“When he talked to me then, he told me he wanted to make the party more diverse, and modern and moderate and as a elected official in Toronto, that really did appeal to me. That’s why I supported him and he’s done very well in accomplishing those goals.”

The council veteran said he is impressed with Brown’s platform, The People’s Platform, which his offering tax cuts, money for daycare and dental-care policy for seniors. He also likes the Tories’ promise to take over the capital and maintenance costs of the TTC.

“It’s a compelling platform that I think has a lot of appeal in Toronto,” Minnan-Wong said. “As a father of three young children, all under the age of 6, I understand how hard it is to live in the city of Toronto.”


The 53-year-old politician, one of council’s most notorious penny pinchers, said it’s a difficult decision to leave city hall.

“I think I’ve made a significant contribution, but it’s time for a change. (Premier) Kathleen Wynne is past her best-before date. The rot has set in.”

Minnan-Wong said he has not decided whether he will leave council during the provincial election campaign. Under Ontario law, municipal councillors do not have to resign their seats if they run provincially.

“I have to win the nomination first,” he said. The party has to set a nomination date. “I have informed the riding president that I intend to seek that nomination and I hope the meeting date will be set fairly soon.”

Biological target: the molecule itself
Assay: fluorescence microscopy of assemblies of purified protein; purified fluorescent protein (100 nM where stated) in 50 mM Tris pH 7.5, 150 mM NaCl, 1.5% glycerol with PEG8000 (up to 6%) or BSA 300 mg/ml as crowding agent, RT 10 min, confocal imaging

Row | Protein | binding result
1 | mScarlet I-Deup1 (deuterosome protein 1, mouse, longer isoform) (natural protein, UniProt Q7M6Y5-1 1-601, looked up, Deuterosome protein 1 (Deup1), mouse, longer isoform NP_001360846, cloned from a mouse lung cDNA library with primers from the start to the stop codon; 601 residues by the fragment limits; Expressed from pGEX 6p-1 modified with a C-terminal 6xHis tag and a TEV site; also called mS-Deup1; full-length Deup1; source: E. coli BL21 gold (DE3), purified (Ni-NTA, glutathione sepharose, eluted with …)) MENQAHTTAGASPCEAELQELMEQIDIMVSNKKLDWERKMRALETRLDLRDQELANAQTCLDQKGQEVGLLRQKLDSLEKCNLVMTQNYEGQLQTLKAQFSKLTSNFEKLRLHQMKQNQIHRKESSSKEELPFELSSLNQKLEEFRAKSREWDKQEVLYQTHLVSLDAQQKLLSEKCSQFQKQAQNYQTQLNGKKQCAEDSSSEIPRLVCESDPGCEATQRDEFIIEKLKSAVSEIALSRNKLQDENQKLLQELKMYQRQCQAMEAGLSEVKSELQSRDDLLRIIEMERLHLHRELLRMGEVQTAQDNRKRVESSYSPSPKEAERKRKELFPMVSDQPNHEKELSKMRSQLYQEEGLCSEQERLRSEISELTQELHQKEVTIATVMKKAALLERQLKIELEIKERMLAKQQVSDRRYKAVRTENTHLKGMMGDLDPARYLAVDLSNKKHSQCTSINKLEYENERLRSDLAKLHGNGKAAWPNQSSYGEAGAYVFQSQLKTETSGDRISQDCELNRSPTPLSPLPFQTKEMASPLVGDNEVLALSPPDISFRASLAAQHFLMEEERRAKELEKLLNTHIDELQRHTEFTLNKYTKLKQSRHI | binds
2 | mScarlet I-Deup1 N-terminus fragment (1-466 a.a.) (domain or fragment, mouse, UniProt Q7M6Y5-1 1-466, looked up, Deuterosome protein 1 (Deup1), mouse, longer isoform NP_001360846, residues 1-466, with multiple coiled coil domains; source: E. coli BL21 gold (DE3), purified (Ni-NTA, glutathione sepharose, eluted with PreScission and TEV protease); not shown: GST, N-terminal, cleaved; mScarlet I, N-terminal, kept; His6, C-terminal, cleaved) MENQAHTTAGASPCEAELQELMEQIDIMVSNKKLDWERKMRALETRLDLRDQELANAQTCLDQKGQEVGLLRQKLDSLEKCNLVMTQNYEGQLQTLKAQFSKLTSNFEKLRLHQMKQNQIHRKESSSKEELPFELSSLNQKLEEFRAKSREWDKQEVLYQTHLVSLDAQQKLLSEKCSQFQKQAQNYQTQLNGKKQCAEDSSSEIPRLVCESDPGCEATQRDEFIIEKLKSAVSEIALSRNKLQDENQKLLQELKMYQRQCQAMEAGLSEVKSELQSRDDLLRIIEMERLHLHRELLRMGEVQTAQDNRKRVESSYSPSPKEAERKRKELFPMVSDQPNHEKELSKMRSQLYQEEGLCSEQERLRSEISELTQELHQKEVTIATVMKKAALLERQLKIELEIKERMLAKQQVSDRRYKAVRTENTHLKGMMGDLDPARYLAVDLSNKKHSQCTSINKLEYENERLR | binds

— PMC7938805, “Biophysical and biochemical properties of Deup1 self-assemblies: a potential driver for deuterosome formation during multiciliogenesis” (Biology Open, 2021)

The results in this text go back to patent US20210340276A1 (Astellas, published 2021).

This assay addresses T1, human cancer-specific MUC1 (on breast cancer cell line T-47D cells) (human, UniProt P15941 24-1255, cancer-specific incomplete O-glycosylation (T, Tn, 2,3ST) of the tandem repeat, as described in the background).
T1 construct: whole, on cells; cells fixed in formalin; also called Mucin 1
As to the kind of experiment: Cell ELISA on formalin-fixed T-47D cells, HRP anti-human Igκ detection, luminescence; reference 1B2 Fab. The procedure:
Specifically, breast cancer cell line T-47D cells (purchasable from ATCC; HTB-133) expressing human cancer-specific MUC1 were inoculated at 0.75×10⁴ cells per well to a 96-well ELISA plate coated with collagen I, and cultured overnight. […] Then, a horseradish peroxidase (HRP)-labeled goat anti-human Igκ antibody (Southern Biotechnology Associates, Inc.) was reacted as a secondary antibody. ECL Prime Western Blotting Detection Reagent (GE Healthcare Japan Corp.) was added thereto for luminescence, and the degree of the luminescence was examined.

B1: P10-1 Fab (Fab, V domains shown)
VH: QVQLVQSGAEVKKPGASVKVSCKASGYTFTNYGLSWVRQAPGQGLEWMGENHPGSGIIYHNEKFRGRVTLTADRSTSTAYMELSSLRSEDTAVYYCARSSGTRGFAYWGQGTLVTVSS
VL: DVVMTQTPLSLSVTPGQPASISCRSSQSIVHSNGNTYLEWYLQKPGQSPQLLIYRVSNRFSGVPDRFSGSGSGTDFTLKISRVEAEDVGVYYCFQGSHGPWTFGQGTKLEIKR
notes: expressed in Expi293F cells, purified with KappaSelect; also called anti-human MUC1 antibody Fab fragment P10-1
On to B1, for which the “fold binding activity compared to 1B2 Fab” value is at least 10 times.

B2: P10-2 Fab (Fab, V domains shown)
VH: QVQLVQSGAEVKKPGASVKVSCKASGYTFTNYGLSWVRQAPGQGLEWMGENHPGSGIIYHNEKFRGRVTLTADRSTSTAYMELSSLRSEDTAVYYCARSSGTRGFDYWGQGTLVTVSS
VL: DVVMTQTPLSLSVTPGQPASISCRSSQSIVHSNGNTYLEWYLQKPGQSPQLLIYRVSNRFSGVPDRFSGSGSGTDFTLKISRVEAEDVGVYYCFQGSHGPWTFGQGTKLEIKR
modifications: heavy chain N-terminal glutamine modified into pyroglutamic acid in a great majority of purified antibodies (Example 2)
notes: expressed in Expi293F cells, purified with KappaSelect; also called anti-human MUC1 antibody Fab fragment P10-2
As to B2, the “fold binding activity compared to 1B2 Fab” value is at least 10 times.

Conservative insider and commentator Amanda Galbraith said Minnan-Wong’s move is a big political pickup for Brown.

“Denzil is the kind of star candidate you want to see step up and run if you’re looking to form government,” she said Thursday.

She called him an interesting blend of conservatism.

“As public works chair he brought in the first separated bike lanes in the city of Toronto and at the same time he's one of the most vocal advocates for keeping taxes low and limiting the size of government.

Minnan-Wong follows a growing number of councillors looking to make a leap onto the provincial scene.

Councillor Chin Lee (Scarborough Rouge-River, Ward 41) who has been nominated for the Liberals in the redrawn riding of Scarborough North, and Councillor Shelley Carroll (Ward 33, Don Valley East). She is running for the Grits in the new riding of Don Valley North in the June 7, 2018 election.

Last year, former Scarborough councillor Raymond Cho became the Scarborough Rouge-River Tory MPP after winning a byelection.


https://www.thestar.com/news/city_hall/2017/12/07/councillor-minnan-wong-to-seek-ontario-tory-nomination-for-2018-election.html
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Ontario pc's holding some early nomination meetings